Friday, August 12, 2016

Instant hit: Singapore's first vending machine cafe draws queues

By Diane Leow,
Channel NewsAsia
12 Aug 2016

SINGAPORE: It's 7pm and Ms Abery Tay has been waiting in line for about 20 minutes for her dinner at VendCafe, the newly opened vending machine cafe at Block 320C Anchorvale Drive in Sengkang - and there are at least five people ahead of her in the queue.

Ms Tay, 25, headed there after work in the hope of trying its claypot chicken rice, one of the dishes on offer at the cafe, as she said it seemed unique.

"Usually in convenience stores, you see dishes like spaghetti, but not claypot rice," she said, adding that she expects it would taste "similar but not as fantastic" as those at hawker centres.

Long queues were seen at VendCafe when Channel NewsAsia visited on Thursday evening (Aug 11), with a steady stream of people purchasing food since about 5pm. Some waited more than an hour, while others decided to head off after waiting a while.

At one end of the cafe are two vending machines which serve hot food. One dispenses local dishes, such as nasi briyani and seafood hor fun, while the other serves up Western-style offerings like salted egg yolk pasta with prawns, roast chicken with mushroom sauce, and salmon with vegetables. In total, 19 different dishes are available - if they are not sold out.

Patrons are given the option of purchasing a hot meal, which takes three minutes to heat up, or a frozen meal, if they prefer.

In an alcove are vending machines for snacks and other small bites, such as sandwiches, drinks, and bite-sized brownies.

Two of the dishes on the current menu - Yangzhou fried rice made with mixed grain rice, and braised chicken in "duo olive pronto sauce" - have been given the Health Promotion Board's "healthier choice" symbol.

The cafe has already attracted repeat customers, such as Mr Desmond Tan, 40, who hails from Malacca and works in Singapore. While his family - who lives in Muar - was visiting Singapore, he decided to take them to the "cafe" for a meal.

"Normally we get our food from the hawker centre or the food court. This is something special - you won't see the chef, but you still get nice food."

Mr Tan has tried four dishes on the menu - nasi briyani with mutton curry, a salmon dish, a pasta dish, as well as the claypot chicken rice, and is satisfied with its quality so far. But besides the food, he thinks convenience is a huge draw.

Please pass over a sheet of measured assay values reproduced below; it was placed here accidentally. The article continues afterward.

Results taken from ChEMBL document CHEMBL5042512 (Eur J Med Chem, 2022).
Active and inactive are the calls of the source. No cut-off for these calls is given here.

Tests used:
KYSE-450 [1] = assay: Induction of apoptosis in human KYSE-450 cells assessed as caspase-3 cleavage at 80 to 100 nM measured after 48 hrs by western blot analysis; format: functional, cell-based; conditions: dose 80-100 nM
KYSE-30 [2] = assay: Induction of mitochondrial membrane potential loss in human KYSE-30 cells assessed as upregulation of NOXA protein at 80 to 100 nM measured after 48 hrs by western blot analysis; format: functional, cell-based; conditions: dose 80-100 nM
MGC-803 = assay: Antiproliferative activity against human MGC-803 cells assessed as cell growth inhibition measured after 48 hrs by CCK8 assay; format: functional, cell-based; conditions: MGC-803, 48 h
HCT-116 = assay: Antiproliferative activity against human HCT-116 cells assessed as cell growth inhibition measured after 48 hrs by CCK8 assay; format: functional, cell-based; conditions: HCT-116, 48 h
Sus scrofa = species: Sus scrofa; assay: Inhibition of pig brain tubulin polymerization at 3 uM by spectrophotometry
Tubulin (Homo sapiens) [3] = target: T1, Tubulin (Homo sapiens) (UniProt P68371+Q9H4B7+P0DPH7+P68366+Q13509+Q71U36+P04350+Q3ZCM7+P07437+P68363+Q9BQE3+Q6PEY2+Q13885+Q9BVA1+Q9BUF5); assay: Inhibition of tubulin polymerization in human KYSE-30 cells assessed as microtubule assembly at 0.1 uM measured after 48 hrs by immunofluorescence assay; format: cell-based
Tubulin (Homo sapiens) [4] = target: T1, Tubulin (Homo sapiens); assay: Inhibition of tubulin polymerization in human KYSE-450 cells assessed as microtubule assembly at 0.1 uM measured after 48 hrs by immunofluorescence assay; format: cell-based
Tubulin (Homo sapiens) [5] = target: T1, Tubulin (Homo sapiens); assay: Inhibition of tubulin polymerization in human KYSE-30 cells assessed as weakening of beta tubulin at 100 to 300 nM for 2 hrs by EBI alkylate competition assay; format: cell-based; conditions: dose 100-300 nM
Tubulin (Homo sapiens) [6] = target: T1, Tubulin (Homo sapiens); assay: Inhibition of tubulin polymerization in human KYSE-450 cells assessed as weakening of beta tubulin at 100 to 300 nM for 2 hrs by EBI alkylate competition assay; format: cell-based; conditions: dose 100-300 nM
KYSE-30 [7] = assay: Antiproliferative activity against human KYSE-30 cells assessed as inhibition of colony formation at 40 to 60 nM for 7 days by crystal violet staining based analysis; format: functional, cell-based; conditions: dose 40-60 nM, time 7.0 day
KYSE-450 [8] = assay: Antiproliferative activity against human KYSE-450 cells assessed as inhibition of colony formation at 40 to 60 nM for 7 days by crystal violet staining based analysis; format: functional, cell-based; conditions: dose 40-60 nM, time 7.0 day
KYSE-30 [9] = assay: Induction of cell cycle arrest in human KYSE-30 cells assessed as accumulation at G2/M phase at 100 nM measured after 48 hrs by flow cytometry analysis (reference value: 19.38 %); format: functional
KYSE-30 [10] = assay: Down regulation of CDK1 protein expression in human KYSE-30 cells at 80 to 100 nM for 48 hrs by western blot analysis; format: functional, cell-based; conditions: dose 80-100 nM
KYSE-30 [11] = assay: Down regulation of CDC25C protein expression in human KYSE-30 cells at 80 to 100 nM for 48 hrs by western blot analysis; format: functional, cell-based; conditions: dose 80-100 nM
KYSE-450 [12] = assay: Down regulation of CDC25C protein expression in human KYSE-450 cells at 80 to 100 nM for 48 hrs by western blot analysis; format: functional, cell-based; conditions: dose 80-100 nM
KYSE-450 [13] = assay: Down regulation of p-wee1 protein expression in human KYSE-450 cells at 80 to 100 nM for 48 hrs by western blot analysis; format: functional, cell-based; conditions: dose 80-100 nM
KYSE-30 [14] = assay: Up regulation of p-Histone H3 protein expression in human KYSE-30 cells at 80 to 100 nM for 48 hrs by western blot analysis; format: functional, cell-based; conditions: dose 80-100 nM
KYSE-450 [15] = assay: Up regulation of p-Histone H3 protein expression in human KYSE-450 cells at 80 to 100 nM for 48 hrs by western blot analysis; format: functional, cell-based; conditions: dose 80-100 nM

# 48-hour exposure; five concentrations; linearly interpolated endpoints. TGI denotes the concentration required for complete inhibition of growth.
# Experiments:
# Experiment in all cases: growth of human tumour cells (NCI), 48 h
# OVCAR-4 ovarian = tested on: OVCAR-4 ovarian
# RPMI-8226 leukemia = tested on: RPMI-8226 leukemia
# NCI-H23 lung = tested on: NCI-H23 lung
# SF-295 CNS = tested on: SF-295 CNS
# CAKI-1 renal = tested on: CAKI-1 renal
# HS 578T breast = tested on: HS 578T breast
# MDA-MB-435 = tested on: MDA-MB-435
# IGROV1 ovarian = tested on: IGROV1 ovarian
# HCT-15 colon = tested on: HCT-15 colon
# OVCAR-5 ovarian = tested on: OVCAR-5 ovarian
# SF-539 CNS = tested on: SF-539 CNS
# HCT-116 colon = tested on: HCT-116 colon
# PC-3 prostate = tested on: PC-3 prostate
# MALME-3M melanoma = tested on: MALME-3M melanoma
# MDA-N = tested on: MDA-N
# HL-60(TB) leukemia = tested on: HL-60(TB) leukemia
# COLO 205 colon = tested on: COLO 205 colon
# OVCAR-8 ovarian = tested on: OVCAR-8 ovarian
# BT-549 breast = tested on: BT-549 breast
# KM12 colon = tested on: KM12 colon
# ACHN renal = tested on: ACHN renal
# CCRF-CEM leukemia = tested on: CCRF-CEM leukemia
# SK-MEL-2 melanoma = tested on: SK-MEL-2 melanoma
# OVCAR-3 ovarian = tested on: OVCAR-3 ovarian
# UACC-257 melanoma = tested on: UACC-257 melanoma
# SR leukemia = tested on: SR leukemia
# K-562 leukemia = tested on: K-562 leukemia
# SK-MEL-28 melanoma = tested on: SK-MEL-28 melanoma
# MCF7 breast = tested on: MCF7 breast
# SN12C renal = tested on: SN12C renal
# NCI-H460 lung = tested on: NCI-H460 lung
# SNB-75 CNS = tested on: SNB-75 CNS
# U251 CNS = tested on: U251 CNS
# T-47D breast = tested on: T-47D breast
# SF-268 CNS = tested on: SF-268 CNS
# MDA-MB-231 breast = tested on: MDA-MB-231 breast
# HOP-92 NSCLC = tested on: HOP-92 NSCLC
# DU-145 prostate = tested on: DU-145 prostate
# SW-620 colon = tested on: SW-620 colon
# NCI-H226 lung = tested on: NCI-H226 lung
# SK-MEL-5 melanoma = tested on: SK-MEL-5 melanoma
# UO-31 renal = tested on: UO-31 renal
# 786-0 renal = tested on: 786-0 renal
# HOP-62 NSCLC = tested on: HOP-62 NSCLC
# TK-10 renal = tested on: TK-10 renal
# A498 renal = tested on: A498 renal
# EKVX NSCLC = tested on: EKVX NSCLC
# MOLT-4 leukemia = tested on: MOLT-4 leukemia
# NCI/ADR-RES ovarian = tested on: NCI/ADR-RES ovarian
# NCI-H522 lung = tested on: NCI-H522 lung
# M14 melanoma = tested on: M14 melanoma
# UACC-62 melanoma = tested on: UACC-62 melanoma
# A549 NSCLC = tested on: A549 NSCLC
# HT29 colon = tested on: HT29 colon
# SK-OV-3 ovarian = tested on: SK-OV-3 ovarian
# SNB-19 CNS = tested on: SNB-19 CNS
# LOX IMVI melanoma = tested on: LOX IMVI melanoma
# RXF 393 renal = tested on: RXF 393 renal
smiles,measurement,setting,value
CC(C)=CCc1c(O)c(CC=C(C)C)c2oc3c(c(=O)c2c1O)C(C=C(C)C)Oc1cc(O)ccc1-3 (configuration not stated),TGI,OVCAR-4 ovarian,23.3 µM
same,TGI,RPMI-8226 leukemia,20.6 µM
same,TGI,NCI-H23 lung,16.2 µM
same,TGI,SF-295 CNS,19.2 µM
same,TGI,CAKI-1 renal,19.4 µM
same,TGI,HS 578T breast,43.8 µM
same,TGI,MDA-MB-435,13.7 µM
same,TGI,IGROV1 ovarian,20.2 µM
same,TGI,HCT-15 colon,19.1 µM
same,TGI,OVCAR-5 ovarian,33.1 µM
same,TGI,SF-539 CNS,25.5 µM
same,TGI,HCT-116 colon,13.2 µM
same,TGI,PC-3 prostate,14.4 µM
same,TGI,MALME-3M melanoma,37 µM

"You won't need to worry that the shops close at 9pm or 10pm. 24 hours (a day), you can find something to eat - it's just like 7-Eleven," he said.

Staff members from catering company JR Food Group, which runs VendCafe, were seen helping customers with their orders and answering their queries.

"We were thinking if people were OK with the concept because it's a very new way of eating," said JR Food Group's CEO Jocelyn Chng, 49. "The concept of eating (food) from a vending machine in Japan is common but it's uncommon here."

The concept has drawn curious onlookers and diners, many of whom were seen taking photos while waiting. Some also took the food home for their families.

Ms Verna Chung and Mr Chua Wen Xuan were also seen in the queue. Both of them live in the Sengkang area, and the concept of a vending machine cafe, as well as the price, drew them to buy their dinner there.


Due to the "overwhelming" response to the opening of VendCafe, each customer is now limited to purchasing two meals at a time. As a result of the crowds, Ms Chng said dishes are replenished every "one to two hours".

"For a good 15 hours a day, we get (a) constant (stream of) people queuing up for food," she said.

On Thursday evening, at least 15 people were waiting for their turn to buy food from the machines at any one time. Sometimes this was delayed by malfunctions: Between 7.15pm and 8.45pm, the machine dispensing local dishes stopped three times. Staff members stepped in to rectify the situation, and were heard saying that the machine had "overheated" and that it had been "serving up food since 10am". 

[Huh. Real hawkers NEVER overheat! :-)]

Some popular dishes, such as claypot rice, were sold out by 8.30pm. Some patrons were disappointed by the limited offerings, while others who were too hungry went elsewhere in search of food.

The cafe has limited seating, with some patrons deciding to eat at a nearby void deck, or at benches by the badminton court next to it instead.

Regardless, fans like Mr Tan were not deterred by the drawbacks. "I will definitely recommend this to my friends," he said.

[If you are really impressed, you should say, "I will definitely buy one for my home... And fire my maid... And divorce my wife!"]

JR Food Group also hopes to bring the concept to other residential areas in the near future, its CEO told Channel NewsAsia.

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